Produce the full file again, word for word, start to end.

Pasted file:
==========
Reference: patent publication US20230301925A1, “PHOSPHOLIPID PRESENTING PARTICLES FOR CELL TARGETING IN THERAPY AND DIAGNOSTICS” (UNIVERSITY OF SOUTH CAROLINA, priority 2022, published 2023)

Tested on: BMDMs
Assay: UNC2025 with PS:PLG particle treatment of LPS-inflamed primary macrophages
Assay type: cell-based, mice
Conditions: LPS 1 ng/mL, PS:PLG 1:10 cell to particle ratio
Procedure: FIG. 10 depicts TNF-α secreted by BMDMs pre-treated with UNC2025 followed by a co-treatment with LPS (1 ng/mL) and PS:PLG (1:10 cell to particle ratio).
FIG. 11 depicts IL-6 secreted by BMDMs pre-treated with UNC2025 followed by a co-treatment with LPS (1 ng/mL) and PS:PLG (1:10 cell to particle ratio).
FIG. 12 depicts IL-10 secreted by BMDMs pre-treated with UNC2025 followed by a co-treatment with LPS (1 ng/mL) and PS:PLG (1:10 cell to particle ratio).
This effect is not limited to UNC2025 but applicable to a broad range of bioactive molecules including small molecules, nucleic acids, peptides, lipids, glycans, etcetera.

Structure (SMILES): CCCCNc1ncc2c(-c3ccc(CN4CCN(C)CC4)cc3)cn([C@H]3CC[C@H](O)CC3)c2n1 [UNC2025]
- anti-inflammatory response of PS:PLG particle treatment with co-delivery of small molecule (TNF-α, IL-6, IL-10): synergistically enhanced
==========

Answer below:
Reference: patent publication US20230301925A1, “PHOSPHOLIPID PRESENTING PARTICLES FOR CELL TARGETING IN THERAPY AND DIAGNOSTICS” (UNIVERSITY OF SOUTH CAROLINA, priority 2022, published 2023)

Tested on: BMDMs
Assay: UNC2025 with PS:PLG particle treatment of LPS-inflamed primary macrophages
Assay type: cell-based, mice
Conditions: LPS 1 ng/mL, PS:PLG 1:10 cell to particle ratio
Procedure: FIG. 10 depicts TNF-α secreted by BMDMs pre-treated with UNC2025 followed by a co-treatment with LPS (1 ng/mL) and PS:PLG (1:10 cell to particle ratio).
FIG. 11 depicts IL-6 secreted by BMDMs pre-treated with UNC2025 followed by a co-treatment with LPS (1 ng/mL) and PS:PLG (1:10 cell to particle ratio).
FIG. 12 depicts IL-10 secreted by BMDMs pre-treated with UNC2025 followed by a co-treatment with LPS (1 ng/mL) and PS:PLG (1:10 cell to particle ratio).
This effect is not limited to UNC2025 but applicable to a broad range of bioactive molecules including small molecules, nucleic acids, peptides, lipids, glycans, etcetera.

Structure (SMILES): CCCCNc1ncc2c(-c3ccc(CN4CCN(C)CC4)cc3)cn([C@H]3CC[C@H](O)CC3)c2n1 [UNC2025]
- anti-inflammatory response of PS:PLG particle treatment with co-delivery of small molecule (TNF-α, IL-6, IL-10): synergistically enhanced